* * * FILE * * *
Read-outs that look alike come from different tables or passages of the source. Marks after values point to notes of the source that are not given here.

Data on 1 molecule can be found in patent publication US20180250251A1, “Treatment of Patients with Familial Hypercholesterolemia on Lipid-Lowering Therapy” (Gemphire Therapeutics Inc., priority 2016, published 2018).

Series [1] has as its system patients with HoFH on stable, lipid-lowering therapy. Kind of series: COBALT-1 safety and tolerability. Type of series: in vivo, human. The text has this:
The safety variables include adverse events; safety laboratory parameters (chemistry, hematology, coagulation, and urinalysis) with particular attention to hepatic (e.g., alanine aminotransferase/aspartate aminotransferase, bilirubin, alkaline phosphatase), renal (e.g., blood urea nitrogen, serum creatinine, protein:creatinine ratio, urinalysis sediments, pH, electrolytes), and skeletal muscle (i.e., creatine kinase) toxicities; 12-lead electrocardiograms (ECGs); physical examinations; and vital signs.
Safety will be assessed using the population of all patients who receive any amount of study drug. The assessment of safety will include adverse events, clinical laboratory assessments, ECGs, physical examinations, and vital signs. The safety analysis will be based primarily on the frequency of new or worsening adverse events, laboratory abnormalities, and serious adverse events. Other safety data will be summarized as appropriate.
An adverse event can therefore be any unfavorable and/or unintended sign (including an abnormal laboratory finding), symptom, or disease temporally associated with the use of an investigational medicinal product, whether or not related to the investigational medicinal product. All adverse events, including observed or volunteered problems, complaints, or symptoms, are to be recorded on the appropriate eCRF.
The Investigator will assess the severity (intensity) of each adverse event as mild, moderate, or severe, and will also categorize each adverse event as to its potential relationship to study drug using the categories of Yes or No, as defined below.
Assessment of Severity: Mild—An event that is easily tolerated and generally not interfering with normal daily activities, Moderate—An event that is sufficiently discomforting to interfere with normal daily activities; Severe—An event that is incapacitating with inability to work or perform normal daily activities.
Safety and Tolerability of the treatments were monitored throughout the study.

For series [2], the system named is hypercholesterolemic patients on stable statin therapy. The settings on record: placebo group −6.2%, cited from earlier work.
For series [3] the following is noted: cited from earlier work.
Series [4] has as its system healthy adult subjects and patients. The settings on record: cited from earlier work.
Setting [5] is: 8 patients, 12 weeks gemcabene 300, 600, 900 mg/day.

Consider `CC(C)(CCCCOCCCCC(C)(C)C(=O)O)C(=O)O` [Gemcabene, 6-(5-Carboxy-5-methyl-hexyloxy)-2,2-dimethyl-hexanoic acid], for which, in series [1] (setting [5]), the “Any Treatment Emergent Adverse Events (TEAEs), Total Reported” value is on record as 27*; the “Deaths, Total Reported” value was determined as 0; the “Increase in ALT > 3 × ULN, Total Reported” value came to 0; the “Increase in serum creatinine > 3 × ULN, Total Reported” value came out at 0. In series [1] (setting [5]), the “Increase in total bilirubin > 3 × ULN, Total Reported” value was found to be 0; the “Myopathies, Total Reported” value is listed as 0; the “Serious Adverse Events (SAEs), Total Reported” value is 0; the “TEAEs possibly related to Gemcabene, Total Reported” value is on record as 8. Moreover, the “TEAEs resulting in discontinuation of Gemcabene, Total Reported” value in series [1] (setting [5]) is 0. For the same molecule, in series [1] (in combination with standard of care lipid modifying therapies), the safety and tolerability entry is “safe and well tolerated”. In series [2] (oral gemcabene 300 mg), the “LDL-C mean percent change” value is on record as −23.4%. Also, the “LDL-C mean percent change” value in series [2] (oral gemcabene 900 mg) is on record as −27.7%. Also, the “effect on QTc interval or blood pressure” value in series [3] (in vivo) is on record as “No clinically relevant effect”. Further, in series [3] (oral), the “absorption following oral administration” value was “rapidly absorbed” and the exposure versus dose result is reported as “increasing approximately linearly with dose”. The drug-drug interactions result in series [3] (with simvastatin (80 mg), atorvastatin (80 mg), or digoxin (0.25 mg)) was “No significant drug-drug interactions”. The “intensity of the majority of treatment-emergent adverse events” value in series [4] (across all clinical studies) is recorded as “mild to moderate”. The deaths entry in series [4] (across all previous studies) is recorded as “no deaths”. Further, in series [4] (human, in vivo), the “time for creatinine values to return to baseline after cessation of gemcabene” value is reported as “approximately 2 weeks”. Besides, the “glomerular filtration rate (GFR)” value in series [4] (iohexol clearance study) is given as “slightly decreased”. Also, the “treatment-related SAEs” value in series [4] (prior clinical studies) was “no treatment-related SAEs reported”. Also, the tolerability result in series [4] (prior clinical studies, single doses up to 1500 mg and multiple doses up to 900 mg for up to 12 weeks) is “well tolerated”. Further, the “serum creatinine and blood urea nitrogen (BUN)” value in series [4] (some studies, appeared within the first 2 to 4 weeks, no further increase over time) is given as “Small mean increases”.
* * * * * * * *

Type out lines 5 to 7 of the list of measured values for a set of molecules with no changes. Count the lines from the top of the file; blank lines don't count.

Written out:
Safety will be assessed using the population of all patients who receive any amount of study drug. The assessment of safety will include adverse events, clinical laboratory assessments, ECGs, physical examinations, and vital signs. The safety analysis will be based primarily on the frequency of new or worsening adverse events, laboratory abnormalities, and serious adverse events. Other safety data will be summarized as appropriate.
An adverse event can therefore be any unfavorable and/or unintended sign (including an abnormal laboratory finding), symptom, or disease temporally associated with the use of an investigational medicinal product, whether or not related to the investigational medicinal product. All adverse events, including observed or volunteered problems, complaints, or symptoms, are to be recorded on the appropriate eCRF.
The Investigator will assess the severity (intensity) of each adverse event as mild, moderate, or severe, and will also categorize each adverse event as to its potential relationship to study drug using the categories of Yes or No, as defined below.